e-wasteBroadcast from the bins 21st November

This week we look at e-waste and the problems caused by sending it to landfill.

Christmas always brings a surge in sales of computers and other electronic equipment. Technology evolves so quickly, and an electronic product now has an average shelf life of 2 years, so it’s no surprise that so called ‘e-waste’ makes up much of the waste taken to landfill these days. Last year nearly 50m tonnes of e-waste was generated worldwide – or about 7kg for every person on the planet.

The problem of e-waste disposal

E-waste is very toxic. Electronic goods are made up of many different materials and toxic substances such as lead, mercury, cadmium and arsenic. These substances can end up in our soil and groundwater as the items degrade. An old-style computer monitor could contain up to 3kg of lead!

Toxic chemicals obviously damage the environment and pose a health risk to communities. In Europe, most countries prohibit the dumping of e-waste in landfills as it is so toxic, so a lot of the waste ends up being exported to developing countries such as India and Africa. This poses risks to people who handle the waste and causes significant pollution. In developing countries, scrap and waste is often sorted by hand, often by children, so the potential for it being a health hazard is very high.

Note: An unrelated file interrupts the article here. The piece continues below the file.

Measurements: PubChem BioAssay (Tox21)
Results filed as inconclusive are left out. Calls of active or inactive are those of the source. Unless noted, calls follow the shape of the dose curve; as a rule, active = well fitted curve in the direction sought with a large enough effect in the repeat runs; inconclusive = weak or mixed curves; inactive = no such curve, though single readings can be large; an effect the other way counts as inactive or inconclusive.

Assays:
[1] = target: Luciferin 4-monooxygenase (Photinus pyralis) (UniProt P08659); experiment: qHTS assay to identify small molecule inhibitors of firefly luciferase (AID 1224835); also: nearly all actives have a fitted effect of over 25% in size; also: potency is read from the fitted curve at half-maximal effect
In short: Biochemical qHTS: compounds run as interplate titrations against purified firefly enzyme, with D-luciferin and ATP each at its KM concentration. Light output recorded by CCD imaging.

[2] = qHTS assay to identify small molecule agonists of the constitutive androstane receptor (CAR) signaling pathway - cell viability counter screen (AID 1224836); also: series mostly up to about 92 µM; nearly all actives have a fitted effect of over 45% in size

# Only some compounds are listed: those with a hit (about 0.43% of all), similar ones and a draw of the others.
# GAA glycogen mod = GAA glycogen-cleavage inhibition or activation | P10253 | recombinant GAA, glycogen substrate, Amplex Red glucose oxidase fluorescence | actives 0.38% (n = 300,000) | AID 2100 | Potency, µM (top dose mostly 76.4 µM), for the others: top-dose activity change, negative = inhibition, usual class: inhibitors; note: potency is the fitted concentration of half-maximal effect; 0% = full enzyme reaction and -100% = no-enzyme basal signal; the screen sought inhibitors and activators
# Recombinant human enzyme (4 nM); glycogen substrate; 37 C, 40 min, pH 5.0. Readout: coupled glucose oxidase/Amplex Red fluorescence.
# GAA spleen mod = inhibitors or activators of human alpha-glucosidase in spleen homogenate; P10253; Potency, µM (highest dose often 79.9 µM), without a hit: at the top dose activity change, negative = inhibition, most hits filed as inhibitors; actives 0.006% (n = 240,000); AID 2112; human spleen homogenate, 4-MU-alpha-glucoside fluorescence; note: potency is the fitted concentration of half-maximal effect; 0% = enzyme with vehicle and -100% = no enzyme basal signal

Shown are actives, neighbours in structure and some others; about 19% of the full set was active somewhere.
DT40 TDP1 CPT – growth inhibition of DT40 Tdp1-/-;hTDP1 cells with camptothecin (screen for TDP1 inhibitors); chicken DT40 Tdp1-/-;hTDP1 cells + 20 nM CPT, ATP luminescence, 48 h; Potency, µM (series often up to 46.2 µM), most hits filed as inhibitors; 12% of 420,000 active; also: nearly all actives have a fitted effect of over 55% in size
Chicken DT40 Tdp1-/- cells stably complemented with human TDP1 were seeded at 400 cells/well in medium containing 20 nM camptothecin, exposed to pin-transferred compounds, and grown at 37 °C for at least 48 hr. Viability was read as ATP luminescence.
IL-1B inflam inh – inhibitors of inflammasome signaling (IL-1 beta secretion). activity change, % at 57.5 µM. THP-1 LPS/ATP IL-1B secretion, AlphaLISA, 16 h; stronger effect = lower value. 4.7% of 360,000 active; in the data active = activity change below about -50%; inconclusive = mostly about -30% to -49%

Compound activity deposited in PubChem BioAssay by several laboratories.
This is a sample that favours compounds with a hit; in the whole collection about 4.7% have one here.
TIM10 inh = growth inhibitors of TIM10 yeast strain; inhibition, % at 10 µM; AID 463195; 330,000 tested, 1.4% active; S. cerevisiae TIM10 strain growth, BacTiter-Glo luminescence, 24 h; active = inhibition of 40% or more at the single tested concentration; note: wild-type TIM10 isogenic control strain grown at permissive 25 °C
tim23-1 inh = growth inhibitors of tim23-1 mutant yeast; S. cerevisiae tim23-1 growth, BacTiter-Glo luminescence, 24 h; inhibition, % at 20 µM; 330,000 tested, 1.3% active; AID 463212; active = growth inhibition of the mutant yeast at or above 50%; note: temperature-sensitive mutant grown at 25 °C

E-waste is valuable

When electronics are discarded, the raw materials are lost. Some of the materials in the products are valuable natural resources and they are running out. Iridium for example, is used in making plasma TV’s and it is rare and in short supply.

Solutions to the e-waste problemewaste2


E-waste can be recycled. Plastic, glass and some metals can be re-used. There are also schemes where you can send electronics back to the manufacturer for recycling, or you can take them to a designated local council collection site. Schemes such as Envirofone will allow you to recycle old handsets in return for cash, and the amount of money you make depends on the make and model of the phone.


If the goods are still in working order, you can donate them to a charity shop or another local good cause or pass them on to family and friends.

We all want the latest smartphone, tablet or laptop, but we need to consider how our throwaway society impacts upon the environment and the people who end up getting our waste dumped on them.